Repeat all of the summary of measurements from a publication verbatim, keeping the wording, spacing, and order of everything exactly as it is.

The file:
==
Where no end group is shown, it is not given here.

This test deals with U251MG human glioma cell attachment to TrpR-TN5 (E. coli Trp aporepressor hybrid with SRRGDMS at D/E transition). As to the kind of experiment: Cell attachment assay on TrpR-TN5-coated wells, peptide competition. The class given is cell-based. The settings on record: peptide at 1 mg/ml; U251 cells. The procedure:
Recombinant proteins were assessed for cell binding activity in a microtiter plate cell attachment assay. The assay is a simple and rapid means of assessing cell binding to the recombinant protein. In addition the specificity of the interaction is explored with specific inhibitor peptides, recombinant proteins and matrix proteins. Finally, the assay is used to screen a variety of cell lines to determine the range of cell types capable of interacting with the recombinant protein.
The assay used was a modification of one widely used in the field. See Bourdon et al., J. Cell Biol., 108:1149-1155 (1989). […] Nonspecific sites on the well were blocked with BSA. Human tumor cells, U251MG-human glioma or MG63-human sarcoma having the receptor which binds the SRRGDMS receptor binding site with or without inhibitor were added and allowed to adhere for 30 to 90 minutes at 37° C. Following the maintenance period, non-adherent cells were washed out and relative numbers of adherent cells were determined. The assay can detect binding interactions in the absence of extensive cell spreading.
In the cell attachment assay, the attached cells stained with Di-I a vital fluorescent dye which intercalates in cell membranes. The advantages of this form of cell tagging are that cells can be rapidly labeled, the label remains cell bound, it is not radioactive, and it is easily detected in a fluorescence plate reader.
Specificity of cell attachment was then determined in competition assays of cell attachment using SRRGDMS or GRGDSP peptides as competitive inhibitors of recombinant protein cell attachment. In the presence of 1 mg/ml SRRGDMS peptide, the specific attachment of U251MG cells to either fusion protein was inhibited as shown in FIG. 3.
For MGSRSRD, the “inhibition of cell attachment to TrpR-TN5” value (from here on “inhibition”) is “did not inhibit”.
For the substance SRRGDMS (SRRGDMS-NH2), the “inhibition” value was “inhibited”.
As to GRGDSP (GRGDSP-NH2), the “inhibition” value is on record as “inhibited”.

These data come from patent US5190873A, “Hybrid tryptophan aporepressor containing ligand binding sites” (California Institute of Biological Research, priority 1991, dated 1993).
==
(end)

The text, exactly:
Where no end group is shown, it is not given here.

This test deals with U251MG human glioma cell attachment to TrpR-TN5 (E. coli Trp aporepressor hybrid with SRRGDMS at D/E transition). As to the kind of experiment: Cell attachment assay on TrpR-TN5-coated wells, peptide competition. The class given is cell-based. The settings on record: peptide at 1 mg/ml; U251 cells. The procedure:
Recombinant proteins were assessed for cell binding activity in a microtiter plate cell attachment assay. The assay is a simple and rapid means of assessing cell binding to the recombinant protein. In addition the specificity of the interaction is explored with specific inhibitor peptides, recombinant proteins and matrix proteins. Finally, the assay is used to screen a variety of cell lines to determine the range of cell types capable of interacting with the recombinant protein.
The assay used was a modification of one widely used in the field. See Bourdon et al., J. Cell Biol., 108:1149-1155 (1989). […] Nonspecific sites on the well were blocked with BSA. Human tumor cells, U251MG-human glioma or MG63-human sarcoma having the receptor which binds the SRRGDMS receptor binding site with or without inhibitor were added and allowed to adhere for 30 to 90 minutes at 37° C. Following the maintenance period, non-adherent cells were washed out and relative numbers of adherent cells were determined. The assay can detect binding interactions in the absence of extensive cell spreading.
In the cell attachment assay, the attached cells stained with Di-I a vital fluorescent dye which intercalates in cell membranes. The advantages of this form of cell tagging are that cells can be rapidly labeled, the label remains cell bound, it is not radioactive, and it is easily detected in a fluorescence plate reader.
Specificity of cell attachment was then determined in competition assays of cell attachment using SRRGDMS or GRGDSP peptides as competitive inhibitors of recombinant protein cell attachment. In the presence of 1 mg/ml SRRGDMS peptide, the specific attachment of U251MG cells to either fusion protein was inhibited as shown in FIG. 3.
For MGSRSRD, the “inhibition of cell attachment to TrpR-TN5” value (from here on “inhibition”) is “did not inhibit”.
For the substance SRRGDMS (SRRGDMS-NH2), the “inhibition” value was “inhibited”.
As to GRGDSP (GRGDSP-NH2), the “inhibition” value is on record as “inhibited”.

These data come from patent US5190873A, “Hybrid tryptophan aporepressor containing ligand binding sites” (California Institute of Biological Research, priority 1991, dated 1993).